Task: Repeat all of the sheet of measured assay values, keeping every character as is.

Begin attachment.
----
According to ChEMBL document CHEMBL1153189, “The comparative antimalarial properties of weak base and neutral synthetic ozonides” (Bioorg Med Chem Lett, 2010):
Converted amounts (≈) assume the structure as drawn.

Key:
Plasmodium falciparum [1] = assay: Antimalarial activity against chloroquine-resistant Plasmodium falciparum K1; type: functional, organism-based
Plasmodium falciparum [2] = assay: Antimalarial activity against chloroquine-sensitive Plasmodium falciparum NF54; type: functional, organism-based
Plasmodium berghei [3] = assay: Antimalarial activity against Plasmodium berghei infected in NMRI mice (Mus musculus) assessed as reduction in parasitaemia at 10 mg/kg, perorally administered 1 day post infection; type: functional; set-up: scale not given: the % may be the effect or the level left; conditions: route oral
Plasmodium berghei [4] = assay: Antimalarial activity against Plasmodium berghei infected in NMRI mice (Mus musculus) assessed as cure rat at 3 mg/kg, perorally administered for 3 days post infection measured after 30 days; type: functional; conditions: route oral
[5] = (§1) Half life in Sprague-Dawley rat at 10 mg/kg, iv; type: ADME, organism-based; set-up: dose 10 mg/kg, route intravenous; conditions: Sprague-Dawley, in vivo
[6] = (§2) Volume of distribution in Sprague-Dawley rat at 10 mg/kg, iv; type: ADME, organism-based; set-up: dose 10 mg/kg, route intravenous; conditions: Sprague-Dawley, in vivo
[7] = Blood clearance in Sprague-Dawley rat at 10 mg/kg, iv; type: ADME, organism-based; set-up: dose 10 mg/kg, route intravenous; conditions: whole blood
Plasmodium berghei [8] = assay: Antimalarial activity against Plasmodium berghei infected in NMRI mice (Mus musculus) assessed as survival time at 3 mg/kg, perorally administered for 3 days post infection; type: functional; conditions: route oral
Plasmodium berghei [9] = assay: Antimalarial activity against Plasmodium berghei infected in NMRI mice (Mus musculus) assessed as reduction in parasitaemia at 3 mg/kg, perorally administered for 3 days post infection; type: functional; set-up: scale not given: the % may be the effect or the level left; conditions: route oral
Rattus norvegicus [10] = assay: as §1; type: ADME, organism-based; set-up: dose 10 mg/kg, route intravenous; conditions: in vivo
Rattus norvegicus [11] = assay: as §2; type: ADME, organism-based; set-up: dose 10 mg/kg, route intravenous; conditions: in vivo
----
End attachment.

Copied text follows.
According to ChEMBL document CHEMBL1153189, “The comparative antimalarial properties of weak base and neutral synthetic ozonides” (Bioorg Med Chem Lett, 2010):
Converted amounts (≈) assume the structure as drawn.

Key:
Plasmodium falciparum [1] = assay: Antimalarial activity against chloroquine-resistant Plasmodium falciparum K1; type: functional, organism-based
Plasmodium falciparum [2] = assay: Antimalarial activity against chloroquine-sensitive Plasmodium falciparum NF54; type: functional, organism-based
Plasmodium berghei [3] = assay: Antimalarial activity against Plasmodium berghei infected in NMRI mice (Mus musculus) assessed as reduction in parasitaemia at 10 mg/kg, perorally administered 1 day post infection; type: functional; set-up: scale not given: the % may be the effect or the level left; conditions: route oral
Plasmodium berghei [4] = assay: Antimalarial activity against Plasmodium berghei infected in NMRI mice (Mus musculus) assessed as cure rat at 3 mg/kg, perorally administered for 3 days post infection measured after 30 days; type: functional; conditions: route oral
[5] = (§1) Half life in Sprague-Dawley rat at 10 mg/kg, iv; type: ADME, organism-based; set-up: dose 10 mg/kg, route intravenous; conditions: Sprague-Dawley, in vivo
[6] = (§2) Volume of distribution in Sprague-Dawley rat at 10 mg/kg, iv; type: ADME, organism-based; set-up: dose 10 mg/kg, route intravenous; conditions: Sprague-Dawley, in vivo
[7] = Blood clearance in Sprague-Dawley rat at 10 mg/kg, iv; type: ADME, organism-based; set-up: dose 10 mg/kg, route intravenous; conditions: whole blood
Plasmodium berghei [8] = assay: Antimalarial activity against Plasmodium berghei infected in NMRI mice (Mus musculus) assessed as survival time at 3 mg/kg, perorally administered for 3 days post infection; type: functional; conditions: route oral
Plasmodium berghei [9] = assay: Antimalarial activity against Plasmodium berghei infected in NMRI mice (Mus musculus) assessed as reduction in parasitaemia at 3 mg/kg, perorally administered for 3 days post infection; type: functional; set-up: scale not given: the % may be the effect or the level left; conditions: route oral
Rattus norvegicus [10] = assay: as §1; type: ADME, organism-based; set-up: dose 10 mg/kg, route intravenous; conditions: in vivo
Rattus norvegicus [11] = assay: as §2; type: ADME, organism-based; set-up: dose 10 mg/kg, route intravenous; conditions: in vivo